bereavement · Childbirth · childloss · grief · infantloss · Labour · miscarriage · pregnancy · stillbirth · Uncategorized

Six months later.

6 months.

6 months ago you came in to the world.

You are just the most perfect little boy. You have the biggest blue eyes; a squidgy button nose; those little legs with your tubby rolls. You can roll over; you have grown just one tooth but that doesn’t stop you enjoying your food – you had to be weaned early because you’re such a hungry boy …

Every single night since the night you were born, you have been put to bed after being read a bed time story; you have been tucked in by somebody who loves you; you have had cuddles and been rocked to sleep …

If only I knew this for sure.

6 months.

That’s how long has passed since you were born – so beautiful, so perfect, so peaceful.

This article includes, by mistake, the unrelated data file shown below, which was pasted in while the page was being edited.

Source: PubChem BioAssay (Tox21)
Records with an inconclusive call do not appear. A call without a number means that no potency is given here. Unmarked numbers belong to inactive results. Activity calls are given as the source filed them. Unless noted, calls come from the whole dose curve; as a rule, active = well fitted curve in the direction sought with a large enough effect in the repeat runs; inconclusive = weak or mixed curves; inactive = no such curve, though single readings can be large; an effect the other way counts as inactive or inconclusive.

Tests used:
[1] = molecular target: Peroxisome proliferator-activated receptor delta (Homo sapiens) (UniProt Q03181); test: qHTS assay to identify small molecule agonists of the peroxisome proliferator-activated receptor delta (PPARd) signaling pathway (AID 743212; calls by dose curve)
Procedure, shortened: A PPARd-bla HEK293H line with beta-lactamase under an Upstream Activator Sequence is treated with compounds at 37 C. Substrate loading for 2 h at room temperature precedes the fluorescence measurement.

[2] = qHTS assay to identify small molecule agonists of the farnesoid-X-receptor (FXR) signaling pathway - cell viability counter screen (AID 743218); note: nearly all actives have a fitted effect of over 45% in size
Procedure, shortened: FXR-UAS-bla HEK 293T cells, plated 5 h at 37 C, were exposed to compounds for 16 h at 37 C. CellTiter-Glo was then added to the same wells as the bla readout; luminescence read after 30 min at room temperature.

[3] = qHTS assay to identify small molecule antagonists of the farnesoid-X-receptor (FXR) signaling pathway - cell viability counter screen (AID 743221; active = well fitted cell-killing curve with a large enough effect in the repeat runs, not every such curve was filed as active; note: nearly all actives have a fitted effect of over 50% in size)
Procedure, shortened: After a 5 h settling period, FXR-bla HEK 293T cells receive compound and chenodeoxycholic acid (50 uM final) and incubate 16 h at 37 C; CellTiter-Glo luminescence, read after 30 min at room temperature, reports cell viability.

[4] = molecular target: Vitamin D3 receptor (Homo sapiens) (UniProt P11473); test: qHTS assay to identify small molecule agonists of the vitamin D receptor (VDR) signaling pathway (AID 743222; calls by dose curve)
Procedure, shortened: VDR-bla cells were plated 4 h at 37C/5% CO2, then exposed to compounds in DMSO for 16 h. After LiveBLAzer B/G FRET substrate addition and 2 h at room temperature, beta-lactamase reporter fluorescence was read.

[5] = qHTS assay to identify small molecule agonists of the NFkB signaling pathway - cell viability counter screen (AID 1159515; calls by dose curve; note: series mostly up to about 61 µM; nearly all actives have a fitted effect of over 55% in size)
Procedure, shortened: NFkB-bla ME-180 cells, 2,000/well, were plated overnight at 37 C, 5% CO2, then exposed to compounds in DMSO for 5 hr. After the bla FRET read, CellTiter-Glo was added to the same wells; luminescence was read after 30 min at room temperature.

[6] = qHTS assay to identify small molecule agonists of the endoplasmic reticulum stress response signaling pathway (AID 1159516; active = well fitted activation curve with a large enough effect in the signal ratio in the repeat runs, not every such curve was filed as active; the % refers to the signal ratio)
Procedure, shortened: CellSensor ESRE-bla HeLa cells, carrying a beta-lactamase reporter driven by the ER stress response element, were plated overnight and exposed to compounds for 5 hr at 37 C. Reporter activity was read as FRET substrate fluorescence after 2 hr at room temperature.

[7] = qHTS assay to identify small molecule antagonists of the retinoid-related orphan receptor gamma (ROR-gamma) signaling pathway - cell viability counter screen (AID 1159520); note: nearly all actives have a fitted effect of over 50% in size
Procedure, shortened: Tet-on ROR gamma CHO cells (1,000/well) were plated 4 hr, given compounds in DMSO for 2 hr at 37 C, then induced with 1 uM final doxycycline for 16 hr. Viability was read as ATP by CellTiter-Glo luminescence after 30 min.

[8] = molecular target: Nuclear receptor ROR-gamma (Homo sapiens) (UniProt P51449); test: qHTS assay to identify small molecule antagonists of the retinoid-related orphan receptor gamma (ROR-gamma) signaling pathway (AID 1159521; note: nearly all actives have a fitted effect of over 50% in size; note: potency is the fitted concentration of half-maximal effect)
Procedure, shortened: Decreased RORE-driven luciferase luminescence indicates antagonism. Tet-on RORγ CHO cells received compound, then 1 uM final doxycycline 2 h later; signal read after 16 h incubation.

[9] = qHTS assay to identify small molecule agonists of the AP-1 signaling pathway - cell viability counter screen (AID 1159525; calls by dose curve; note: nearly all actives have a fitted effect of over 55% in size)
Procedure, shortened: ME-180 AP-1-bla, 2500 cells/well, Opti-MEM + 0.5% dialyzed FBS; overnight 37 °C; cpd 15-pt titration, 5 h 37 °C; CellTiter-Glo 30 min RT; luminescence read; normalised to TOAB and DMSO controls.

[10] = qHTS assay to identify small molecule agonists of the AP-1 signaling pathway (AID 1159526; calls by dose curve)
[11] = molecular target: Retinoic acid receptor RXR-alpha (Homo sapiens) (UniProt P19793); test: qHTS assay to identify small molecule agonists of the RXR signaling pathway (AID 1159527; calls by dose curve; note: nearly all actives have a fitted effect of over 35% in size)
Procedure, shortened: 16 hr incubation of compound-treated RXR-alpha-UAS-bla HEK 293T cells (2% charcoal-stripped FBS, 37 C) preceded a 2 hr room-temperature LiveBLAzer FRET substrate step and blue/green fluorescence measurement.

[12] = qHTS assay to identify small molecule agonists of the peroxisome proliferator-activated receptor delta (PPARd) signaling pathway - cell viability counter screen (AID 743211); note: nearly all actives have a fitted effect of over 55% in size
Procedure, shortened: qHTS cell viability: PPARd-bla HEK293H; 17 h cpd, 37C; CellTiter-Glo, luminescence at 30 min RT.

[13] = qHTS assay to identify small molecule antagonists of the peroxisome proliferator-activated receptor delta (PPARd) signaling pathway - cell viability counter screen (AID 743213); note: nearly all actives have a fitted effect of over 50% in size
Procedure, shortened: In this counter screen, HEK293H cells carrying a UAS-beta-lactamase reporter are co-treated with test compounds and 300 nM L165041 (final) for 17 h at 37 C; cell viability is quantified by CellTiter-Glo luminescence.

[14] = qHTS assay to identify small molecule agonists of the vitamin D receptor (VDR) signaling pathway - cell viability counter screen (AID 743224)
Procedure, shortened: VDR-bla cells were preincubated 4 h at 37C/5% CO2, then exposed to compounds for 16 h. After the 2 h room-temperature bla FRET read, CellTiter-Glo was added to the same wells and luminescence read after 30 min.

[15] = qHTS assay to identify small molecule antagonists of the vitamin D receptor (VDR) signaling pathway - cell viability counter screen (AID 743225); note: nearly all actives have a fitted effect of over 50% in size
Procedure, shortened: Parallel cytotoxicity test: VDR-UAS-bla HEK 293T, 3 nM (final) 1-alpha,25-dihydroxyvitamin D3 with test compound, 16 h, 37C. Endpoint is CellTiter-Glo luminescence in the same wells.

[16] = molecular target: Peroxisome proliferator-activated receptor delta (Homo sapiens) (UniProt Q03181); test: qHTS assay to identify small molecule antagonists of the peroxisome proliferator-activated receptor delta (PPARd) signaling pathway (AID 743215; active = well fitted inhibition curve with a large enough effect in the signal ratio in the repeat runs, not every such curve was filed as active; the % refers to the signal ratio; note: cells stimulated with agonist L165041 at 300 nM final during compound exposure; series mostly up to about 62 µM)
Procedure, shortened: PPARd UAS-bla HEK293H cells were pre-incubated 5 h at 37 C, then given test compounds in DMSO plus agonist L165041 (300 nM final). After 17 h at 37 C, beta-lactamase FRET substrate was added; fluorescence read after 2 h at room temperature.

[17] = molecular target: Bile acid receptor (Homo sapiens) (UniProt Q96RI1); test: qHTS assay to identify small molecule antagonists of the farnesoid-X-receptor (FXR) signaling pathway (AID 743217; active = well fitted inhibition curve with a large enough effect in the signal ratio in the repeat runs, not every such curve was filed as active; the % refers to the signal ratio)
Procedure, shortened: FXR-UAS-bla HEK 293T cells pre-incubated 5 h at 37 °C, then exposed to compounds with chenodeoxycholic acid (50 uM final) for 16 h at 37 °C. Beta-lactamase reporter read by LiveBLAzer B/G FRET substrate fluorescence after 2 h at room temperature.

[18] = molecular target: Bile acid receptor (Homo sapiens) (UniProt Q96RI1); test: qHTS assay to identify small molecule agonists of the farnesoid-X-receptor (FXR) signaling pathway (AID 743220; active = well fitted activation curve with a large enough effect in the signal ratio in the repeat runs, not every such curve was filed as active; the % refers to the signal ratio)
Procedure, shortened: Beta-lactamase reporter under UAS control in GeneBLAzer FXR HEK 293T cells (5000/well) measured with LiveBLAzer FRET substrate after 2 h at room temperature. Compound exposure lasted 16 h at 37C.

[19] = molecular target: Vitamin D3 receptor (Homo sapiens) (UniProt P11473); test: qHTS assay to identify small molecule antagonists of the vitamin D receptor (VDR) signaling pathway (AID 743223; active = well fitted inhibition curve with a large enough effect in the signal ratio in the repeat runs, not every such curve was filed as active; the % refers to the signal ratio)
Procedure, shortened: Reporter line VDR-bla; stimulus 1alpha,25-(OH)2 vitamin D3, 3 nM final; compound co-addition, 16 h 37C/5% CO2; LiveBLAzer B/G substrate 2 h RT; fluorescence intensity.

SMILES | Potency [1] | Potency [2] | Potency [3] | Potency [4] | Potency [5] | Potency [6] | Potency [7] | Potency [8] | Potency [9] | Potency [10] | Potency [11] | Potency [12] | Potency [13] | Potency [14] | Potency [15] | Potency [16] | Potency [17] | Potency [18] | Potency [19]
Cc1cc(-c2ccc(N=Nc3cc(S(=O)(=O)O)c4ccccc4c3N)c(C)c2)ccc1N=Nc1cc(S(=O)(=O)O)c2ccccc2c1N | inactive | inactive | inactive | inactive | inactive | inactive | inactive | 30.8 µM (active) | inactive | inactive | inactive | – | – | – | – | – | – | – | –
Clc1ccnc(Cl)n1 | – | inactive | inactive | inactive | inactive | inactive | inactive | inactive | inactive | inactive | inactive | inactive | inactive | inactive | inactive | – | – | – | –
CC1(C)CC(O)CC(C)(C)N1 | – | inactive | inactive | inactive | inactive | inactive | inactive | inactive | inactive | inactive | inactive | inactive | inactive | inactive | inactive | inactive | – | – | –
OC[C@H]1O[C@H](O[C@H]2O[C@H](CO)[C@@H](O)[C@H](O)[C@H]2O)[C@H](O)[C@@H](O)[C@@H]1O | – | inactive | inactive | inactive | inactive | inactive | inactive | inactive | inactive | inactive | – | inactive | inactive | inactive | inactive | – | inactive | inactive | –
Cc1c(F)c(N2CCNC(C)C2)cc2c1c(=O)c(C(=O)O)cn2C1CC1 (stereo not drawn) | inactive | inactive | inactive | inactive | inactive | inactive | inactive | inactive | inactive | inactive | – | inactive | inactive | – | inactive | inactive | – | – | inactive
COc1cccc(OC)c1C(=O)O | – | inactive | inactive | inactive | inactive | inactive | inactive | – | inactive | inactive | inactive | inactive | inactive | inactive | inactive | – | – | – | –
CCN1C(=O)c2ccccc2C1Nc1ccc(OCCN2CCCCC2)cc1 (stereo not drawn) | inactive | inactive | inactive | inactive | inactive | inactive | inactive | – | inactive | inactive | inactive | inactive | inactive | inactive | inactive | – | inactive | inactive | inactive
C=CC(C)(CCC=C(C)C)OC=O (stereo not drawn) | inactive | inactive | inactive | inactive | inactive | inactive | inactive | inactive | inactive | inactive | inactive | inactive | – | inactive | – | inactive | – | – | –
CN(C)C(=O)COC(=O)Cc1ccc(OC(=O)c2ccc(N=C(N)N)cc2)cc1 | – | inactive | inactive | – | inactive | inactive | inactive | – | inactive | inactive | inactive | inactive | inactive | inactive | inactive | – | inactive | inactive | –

That’s how long it has been since I first laid eyes on you.
That’s how long it has been since I held you for the very first time.
That’s how long it has been since our first hello … leading to our last goodbye.

6 months. 26 weeks. 183 days. 4392 hours. 263,520 minutes. 15,811,200 seconds.

That’s how long I have been without you.

Already.

I hate it. Being so close to the day you were born sleeping gives me ‘justification’ to the outside world to cry, to miss you, to grieve – once I hit that year mark, I know that those around me will be expecting me to ‘get over it.’ I will never get over it. Yes, I’ll move forward, find my new normal and I will learn to live with your absence … but I will never get over you. You aren’t a bruised knee; you aren’t a broken limb; you aren’t a wound; you aren’t a relationship breakdown; you are my son. You are my little boy. One third of my world, one third of my heart, one third of my reason for living.

I will miss you and feel your absence for the rest of my life. I won’t just miss the little boy who was, I will miss the little boy who would have been.

I had you, alive, for 35 weeks and 1 day – 246 days – out of the rest of my life. Then I had you in my arms, lifeless, for 3 days.